The debt fund seeks to help SMEs with high growth potential and stable business strategies through loans priced at a maximum interest rate of prime with an equity upside to yield a further 5% return.
The loans can be repaid within a maximum period of 60 months.
“The EPPF recognises that it operates within an environment with many social challenges. We believe the EPPF has a role to play in social and economic transformation in the country,” said Shafeeq Abrahams, Chief Executive and Principal Officer at the EPPF.
It will also prioritise businesses in the manufacturing and agro-processing sectors, among other criteria.
“We want to focus on the manufacturing and agro-processing sectors because it has the potential to employ so many people, creating a multiplier effect that strengthens the economy. With South Africa’s current unemployment rate at 35.3% in the fourth quarter of 2021, we need to do better collectively as a nation,” said Abrahams.
“We need to reduce our reliance on imports, spur the growth of the economy and ensure food security for all. At the same time, it provides the required investment returns to enable the Fund to pay benefits to its members.”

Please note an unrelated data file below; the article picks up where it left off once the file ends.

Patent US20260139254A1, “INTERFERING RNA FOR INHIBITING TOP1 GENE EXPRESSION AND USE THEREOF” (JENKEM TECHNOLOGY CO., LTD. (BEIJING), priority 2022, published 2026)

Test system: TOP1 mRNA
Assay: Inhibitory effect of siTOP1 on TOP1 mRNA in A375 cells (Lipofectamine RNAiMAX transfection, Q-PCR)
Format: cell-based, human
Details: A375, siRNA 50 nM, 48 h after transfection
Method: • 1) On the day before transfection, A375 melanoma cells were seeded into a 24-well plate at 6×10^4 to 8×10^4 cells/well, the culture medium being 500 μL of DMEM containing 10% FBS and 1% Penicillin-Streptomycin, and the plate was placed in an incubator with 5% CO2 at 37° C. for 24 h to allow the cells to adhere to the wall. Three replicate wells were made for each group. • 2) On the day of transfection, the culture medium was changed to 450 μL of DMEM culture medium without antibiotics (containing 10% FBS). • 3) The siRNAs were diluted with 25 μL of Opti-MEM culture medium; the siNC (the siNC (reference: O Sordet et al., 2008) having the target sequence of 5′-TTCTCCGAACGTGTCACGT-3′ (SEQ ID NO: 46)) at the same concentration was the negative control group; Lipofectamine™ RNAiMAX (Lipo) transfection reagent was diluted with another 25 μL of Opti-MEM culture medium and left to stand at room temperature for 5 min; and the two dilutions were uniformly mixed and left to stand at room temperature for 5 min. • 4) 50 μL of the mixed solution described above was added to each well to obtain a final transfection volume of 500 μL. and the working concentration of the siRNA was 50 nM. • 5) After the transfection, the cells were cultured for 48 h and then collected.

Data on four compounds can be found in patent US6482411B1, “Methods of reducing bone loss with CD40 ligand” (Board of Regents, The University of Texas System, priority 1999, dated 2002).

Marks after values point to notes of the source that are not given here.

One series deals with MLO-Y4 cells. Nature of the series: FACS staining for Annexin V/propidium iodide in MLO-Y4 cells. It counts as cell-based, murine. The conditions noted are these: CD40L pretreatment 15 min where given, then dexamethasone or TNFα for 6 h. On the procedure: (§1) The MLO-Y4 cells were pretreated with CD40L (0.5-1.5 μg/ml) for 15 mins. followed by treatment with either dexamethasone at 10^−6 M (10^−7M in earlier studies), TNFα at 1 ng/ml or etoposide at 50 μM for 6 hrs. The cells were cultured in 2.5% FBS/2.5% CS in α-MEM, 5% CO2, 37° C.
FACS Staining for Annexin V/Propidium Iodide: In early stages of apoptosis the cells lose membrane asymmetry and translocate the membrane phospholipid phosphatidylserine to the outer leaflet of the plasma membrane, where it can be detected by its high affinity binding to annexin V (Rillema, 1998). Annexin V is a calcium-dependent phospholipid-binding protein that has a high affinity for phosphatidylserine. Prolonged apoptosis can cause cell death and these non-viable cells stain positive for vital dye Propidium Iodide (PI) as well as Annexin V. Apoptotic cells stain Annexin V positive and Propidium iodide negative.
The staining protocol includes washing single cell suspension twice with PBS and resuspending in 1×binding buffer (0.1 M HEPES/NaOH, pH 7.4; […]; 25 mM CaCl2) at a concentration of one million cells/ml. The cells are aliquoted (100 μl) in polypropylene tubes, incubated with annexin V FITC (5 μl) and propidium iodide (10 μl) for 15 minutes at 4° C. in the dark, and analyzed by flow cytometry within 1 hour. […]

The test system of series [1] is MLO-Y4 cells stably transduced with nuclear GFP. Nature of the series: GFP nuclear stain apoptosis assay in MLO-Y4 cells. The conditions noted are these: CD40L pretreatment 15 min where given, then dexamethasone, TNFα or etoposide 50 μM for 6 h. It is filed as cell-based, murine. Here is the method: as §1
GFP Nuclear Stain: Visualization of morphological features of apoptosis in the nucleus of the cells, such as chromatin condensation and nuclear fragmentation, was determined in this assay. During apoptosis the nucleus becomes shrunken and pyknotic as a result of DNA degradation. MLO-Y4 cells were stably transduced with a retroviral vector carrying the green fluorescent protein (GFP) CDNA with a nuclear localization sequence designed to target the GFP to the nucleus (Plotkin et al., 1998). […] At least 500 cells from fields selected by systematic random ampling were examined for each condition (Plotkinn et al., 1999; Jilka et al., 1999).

Abrahams said that in order to manage risk, the loans will be amortised and each company will be requested to provide security for the loans.
“Once the loan is fully repaid, the fund will participate in the profits of the SME to achieve the envisaged return,” he said.
“Sanlam has a 10-year track record in SME direct lending in South Africa, and currently manages around R2.3bn in SME debt strategies. We believe their deep understanding of the local SME sector will be instrumental in growing this endeavour,” he said.
According to Nersan Naidoo, CEO of Sanlam Investments, the fund aims to help businesses that traditional lending institutions currently underserve.
“Most lenders are geared towards the needs and risk profiles of larger companies. This often excludes smaller businesses – and especially black-owned companies. That is why we believe there is a need to take a more flexible approach.”
He added that SMEs are undeniably the lifeblood of the South African economy, which is why it is vital to offer funding options that cater to their specific challenges.
“If our economy is going to recover, a large part is going to be because of our country’s small businesses. By offering them the kind of support they truly need right now, we can ensure a better future for our whole country,” he said.